Yet in the midst of all of it, shopping for furniture and sundries at the busiest time of the year when I am usually ‘allergically-adverse’ to shopping malls and stores of any type, here I am doing all of it. One might think, "Oh poor dear. There goes Advent and probably Christmas, too." But you know what? I am having the most incredible Advent I have ever had. The choreography has been mind-bogglingly smooth in nearly impossible timing. The only way all this could be happening is by the power of God. And while I would have liked one or two more daily Masses, the Body of Christ is all around me in the kindness of many, many people.
My Advent, while filled with much activity, has been filled with reflection on Mary traveling in haste to the hill country to visit her pregnant cousin Elizabeth as I travel in haste to get to my father; the difficulty of Mary traveling while 9 months pregnant on the back of a donkey with her concerned husband Joseph, as I wade through the throngs in the airport in line after line; the repeated pronouncement that there is no room at the inn the Holy Family received, when trying to get reservations to fly at a particular time; the kindness of strangers also making the journey to their hometowns to register for the census, while I journey with those who are longing to see their families; the darkness and cold of night in a place where Joseph no longer lived, as I negotiate the bone chilling cold I am no longer used to; the waiting of Zechariah who was struck speechless by the news brought to him by the angel, while I am speechless at the willingness of my father to move to a new city while in older age. Advent abounds with life, just as the tundra, while seeming to be cold and lifeless, teems with abundance.
Advent is not about activity or the lack of it. It is about the state of our heart. Advent waiting is not about stopping still in your tracks. Waiting is an active pursuit, but the reality of it is what goes on within us, not outside of us. We can be running all over the place, yet keep our calm if we ground ourselves in the gift of the season: Jesus. We can have that time to chat and reflect with the Lord in the morning or evening in what might be the space of having a cup of tea. That's all it takes. Just long enough for the Lord to help us to open our eyes to all the places He shows up with Advent beauty in our day-to-day busyness as we are indeed readying for the arrival of Christmas. Advent joy is in being ready to receive Him now, not on one date in the middle of late December. Advent is teeming with life if we but take the time to look and if we let Him open our eyes to it in the midst of whatever it is we are doing. "Then the eyes of the blind will be opened, the ears of the deaf be cleared; then will the lame leap like a stag, then the tongue of the mute will sing." (Isaiah 35:5-6)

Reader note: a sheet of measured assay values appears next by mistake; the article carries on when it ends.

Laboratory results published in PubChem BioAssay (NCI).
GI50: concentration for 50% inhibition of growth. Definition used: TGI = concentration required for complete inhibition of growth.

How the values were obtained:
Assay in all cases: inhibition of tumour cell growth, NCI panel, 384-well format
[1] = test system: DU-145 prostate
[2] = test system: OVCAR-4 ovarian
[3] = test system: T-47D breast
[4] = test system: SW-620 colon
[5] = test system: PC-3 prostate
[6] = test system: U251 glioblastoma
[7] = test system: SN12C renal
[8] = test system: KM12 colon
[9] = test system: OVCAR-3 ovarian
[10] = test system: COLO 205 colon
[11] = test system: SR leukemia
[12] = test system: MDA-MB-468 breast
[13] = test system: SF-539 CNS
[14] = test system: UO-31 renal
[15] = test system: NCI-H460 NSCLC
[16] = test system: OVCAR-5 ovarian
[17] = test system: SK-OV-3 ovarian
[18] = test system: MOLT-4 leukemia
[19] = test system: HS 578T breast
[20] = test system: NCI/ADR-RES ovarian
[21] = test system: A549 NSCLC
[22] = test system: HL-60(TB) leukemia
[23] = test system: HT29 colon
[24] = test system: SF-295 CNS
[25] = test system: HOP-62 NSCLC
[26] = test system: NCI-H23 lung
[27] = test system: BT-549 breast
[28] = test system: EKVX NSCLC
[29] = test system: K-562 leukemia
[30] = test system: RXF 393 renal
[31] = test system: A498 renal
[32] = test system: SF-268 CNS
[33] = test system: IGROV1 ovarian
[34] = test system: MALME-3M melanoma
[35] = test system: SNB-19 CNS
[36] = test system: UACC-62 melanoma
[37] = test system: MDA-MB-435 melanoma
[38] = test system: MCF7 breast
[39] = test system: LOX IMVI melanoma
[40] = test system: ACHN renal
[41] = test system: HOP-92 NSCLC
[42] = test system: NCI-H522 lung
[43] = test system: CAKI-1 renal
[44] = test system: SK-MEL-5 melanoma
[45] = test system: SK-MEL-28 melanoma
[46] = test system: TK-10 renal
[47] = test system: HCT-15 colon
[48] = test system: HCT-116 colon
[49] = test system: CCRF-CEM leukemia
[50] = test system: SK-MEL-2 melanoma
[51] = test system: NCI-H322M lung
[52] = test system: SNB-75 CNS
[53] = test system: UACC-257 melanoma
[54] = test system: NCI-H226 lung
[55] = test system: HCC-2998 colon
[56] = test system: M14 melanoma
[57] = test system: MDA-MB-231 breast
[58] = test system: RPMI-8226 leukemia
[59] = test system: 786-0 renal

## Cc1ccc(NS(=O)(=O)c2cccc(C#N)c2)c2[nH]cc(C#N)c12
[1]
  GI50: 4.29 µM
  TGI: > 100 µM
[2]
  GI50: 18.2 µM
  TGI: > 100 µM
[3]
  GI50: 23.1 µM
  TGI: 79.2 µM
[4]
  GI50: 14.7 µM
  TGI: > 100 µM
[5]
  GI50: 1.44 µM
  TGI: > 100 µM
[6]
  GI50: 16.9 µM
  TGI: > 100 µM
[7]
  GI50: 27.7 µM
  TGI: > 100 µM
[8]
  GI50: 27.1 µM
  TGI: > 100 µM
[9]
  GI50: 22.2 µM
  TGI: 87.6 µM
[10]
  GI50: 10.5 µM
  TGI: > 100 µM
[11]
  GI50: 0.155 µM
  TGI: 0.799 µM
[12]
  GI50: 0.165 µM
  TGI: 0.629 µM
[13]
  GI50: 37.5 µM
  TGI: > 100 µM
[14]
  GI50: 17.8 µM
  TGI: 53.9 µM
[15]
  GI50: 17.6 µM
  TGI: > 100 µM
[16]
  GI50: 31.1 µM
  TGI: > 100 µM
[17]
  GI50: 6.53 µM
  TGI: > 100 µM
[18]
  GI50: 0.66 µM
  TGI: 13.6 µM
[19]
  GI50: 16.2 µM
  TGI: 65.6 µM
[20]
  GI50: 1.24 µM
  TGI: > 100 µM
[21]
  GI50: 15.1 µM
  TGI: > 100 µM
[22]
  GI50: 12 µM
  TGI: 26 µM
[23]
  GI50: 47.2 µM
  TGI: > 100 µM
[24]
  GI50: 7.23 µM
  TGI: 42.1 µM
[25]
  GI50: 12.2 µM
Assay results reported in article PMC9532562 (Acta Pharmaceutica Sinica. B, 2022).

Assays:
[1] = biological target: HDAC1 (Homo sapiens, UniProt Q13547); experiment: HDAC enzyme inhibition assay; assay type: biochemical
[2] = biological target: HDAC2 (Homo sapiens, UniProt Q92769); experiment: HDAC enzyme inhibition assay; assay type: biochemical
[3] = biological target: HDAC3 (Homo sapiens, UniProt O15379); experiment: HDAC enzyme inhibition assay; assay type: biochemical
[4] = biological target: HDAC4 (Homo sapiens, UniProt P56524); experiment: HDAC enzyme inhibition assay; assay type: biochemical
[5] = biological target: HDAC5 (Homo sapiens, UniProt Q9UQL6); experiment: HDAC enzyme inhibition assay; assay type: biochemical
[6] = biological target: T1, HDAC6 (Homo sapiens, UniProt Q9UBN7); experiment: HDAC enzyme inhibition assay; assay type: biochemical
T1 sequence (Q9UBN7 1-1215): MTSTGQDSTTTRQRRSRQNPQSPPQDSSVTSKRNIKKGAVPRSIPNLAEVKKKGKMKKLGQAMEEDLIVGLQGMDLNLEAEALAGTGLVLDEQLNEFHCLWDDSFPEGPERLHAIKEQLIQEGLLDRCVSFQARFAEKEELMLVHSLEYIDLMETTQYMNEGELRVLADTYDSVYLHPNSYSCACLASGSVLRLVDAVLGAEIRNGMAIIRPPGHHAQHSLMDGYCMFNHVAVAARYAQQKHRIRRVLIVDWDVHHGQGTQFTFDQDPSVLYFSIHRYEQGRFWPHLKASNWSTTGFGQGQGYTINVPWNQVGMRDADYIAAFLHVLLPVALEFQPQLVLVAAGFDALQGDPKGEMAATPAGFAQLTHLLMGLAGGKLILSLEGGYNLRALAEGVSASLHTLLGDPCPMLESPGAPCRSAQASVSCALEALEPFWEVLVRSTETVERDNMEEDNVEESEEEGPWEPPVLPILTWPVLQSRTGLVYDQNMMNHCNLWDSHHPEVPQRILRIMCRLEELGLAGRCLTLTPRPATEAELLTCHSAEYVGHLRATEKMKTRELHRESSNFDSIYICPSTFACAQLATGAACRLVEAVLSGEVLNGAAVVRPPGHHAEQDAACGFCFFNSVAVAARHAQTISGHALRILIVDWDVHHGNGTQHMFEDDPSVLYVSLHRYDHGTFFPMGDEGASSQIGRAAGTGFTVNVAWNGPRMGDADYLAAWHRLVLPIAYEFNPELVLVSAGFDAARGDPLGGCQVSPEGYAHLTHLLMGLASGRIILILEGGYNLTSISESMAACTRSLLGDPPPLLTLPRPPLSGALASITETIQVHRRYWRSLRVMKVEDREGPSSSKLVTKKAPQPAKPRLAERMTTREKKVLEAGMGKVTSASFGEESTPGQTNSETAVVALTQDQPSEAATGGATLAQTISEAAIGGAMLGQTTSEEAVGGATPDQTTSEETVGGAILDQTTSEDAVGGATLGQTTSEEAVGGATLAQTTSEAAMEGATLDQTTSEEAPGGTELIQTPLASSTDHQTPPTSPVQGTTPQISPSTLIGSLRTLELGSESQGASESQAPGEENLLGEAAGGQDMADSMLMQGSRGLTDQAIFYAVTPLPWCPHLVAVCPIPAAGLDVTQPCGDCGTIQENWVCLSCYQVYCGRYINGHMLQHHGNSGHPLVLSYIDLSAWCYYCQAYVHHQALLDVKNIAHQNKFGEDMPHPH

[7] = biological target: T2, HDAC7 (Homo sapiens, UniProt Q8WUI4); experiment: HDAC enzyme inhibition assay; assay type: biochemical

May we sing the song of rejoicing as we enter into the deepest part of Advent! May we realize the blessings of family and friends with whom we celebrate this time of year! May we find peace in the midst of the busyness of the season, knowing that He is already here! May we let go of the stress of that which is exterior and rejoice in the quiet of our heart! May we rejoice in being loved so greatly, as Jesus comes to us in many ways! And may we find the abundant life and love of God in the midst of all that is around us so that we our heart might leap like a stag! Let us continue to meet in the heart of our Lord! Marana tha! Peace!
The photo is one of mine. It is out on the tundra near Anaktuvuk Pass, Alaska, facing one of the mountains of the Brooks Range.
The icons are the work of Rev. William Hart McNichols. The first is called Mother of Holy Hope and can be found at http://www.fatherbill.org/all-categories/product/292-mother-of-holy-hope
The second is called Hagia Hesychia Jesus Christ Redeemer Holy Silence and it can be found at http://www.fatherbill.org/gallery-views/divinity-and-angelic-figures-gallery/product/283-hagia-hesychia-jesus-christ-redeemer-holy-silence
©Michele L. Catanese
12/14/2013 12:15:26 am
Wonderful thoughts on a season that drives us fast but asks us to go slow.
12/14/2013 10:11:38 am
Bless you, Michelle. I have thought of you so many times since our last conversation. Your blog was right on to my current situation which requires so much of my time and energy. I have two weeks to follow your wise admonition to find meaning in these circumstances and allow our Lord reveal himself , by taking the time to be present to the signs of the seasons. Prayers for you and your family. Love.
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Heart Speaks to Heart